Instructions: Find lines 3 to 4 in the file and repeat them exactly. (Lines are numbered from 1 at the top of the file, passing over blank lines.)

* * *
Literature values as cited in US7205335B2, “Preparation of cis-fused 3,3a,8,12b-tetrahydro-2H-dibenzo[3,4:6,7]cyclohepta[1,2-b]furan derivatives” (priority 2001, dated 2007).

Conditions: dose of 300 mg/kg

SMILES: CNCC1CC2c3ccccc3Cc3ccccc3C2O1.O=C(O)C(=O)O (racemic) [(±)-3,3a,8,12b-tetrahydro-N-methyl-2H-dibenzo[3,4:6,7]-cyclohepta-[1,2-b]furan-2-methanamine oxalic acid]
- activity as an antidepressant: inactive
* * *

SMILES: CNCC1CC2c3ccccc3Cc3ccccc3C2O1.O=C(O)C(=O)O (racemic) [(±)-3,3a,8,12b-tetrahydro-N-methyl-2H-dibenzo[3,4:6,7]-cyclohepta-[1,2-b]furan-2-methanamine oxalic acid]
- activity as an antidepressant: inactive